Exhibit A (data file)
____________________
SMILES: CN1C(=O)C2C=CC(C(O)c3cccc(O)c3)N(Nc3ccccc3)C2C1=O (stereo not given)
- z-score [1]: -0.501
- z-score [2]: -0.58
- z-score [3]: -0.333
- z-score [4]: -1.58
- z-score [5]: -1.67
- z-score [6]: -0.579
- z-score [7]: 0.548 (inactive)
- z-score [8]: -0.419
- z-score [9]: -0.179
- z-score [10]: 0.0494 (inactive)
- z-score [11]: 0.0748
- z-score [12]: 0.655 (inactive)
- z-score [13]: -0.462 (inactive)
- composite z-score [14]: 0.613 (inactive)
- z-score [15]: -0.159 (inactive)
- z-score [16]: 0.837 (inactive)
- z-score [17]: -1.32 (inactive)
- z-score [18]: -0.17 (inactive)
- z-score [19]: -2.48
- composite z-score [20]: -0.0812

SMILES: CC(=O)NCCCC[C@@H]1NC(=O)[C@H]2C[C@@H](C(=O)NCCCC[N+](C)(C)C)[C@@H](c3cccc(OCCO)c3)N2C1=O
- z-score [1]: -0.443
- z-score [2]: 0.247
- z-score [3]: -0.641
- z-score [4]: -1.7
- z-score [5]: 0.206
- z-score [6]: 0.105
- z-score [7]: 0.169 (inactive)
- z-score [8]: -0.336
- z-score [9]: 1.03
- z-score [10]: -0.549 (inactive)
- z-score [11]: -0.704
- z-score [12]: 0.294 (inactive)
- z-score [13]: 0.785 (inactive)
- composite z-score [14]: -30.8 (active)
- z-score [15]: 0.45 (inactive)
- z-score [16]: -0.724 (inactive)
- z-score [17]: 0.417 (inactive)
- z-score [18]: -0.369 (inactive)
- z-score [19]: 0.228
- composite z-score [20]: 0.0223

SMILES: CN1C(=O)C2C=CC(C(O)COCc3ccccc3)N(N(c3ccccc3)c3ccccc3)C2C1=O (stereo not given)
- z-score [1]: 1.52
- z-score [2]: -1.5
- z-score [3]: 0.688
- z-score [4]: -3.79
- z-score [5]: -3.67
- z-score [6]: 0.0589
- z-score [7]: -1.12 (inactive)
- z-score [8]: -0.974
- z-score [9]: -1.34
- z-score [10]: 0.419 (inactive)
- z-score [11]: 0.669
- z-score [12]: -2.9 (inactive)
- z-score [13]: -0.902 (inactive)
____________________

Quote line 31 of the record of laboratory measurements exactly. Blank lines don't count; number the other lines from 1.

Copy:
- z-score [9]: 1.03